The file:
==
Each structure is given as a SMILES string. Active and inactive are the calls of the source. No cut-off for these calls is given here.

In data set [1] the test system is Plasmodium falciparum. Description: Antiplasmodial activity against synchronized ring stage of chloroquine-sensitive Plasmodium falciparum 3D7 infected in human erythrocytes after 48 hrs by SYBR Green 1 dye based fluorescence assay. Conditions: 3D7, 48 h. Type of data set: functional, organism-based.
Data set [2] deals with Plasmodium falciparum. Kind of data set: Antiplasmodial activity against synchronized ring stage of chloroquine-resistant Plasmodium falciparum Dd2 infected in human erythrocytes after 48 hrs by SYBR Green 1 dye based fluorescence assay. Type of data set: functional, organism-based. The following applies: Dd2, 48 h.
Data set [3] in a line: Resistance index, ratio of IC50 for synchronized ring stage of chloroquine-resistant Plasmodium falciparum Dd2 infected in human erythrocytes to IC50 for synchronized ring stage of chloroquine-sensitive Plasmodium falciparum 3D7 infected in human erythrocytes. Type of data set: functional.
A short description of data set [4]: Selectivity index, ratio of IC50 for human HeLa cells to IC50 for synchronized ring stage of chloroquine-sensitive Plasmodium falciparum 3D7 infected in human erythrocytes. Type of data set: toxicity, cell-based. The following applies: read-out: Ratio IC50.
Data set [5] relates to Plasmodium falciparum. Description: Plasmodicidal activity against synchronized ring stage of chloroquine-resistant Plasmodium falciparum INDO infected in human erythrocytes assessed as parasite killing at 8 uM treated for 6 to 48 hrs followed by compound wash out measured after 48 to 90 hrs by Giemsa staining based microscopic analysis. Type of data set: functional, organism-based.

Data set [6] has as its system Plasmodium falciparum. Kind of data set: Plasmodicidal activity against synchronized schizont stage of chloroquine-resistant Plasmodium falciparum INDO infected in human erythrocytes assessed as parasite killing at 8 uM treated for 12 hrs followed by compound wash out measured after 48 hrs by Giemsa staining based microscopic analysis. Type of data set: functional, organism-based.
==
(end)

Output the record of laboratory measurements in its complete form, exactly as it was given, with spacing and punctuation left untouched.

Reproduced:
Each structure is given as a SMILES string. Active and inactive are the calls of the source. No cut-off for these calls is given here.

In data set [1] the test system is Plasmodium falciparum. Description: Antiplasmodial activity against synchronized ring stage of chloroquine-sensitive Plasmodium falciparum 3D7 infected in human erythrocytes after 48 hrs by SYBR Green 1 dye based fluorescence assay. Conditions: 3D7, 48 h. Type of data set: functional, organism-based.
Data set [2] deals with Plasmodium falciparum. Kind of data set: Antiplasmodial activity against synchronized ring stage of chloroquine-resistant Plasmodium falciparum Dd2 infected in human erythrocytes after 48 hrs by SYBR Green 1 dye based fluorescence assay. Type of data set: functional, organism-based. The following applies: Dd2, 48 h.
Data set [3] in a line: Resistance index, ratio of IC50 for synchronized ring stage of chloroquine-resistant Plasmodium falciparum Dd2 infected in human erythrocytes to IC50 for synchronized ring stage of chloroquine-sensitive Plasmodium falciparum 3D7 infected in human erythrocytes. Type of data set: functional.
A short description of data set [4]: Selectivity index, ratio of IC50 for human HeLa cells to IC50 for synchronized ring stage of chloroquine-sensitive Plasmodium falciparum 3D7 infected in human erythrocytes. Type of data set: toxicity, cell-based. The following applies: read-out: Ratio IC50.
Data set [5] relates to Plasmodium falciparum. Description: Plasmodicidal activity against synchronized ring stage of chloroquine-resistant Plasmodium falciparum INDO infected in human erythrocytes assessed as parasite killing at 8 uM treated for 6 to 48 hrs followed by compound wash out measured after 48 to 90 hrs by Giemsa staining based microscopic analysis. Type of data set: functional, organism-based.

Data set [6] has as its system Plasmodium falciparum. Kind of data set: Plasmodicidal activity against synchronized schizont stage of chloroquine-resistant Plasmodium falciparum INDO infected in human erythrocytes assessed as parasite killing at 8 uM treated for 12 hrs followed by compound wash out measured after 48 hrs by Giemsa staining based microscopic analysis. Type of data set: functional, organism-based.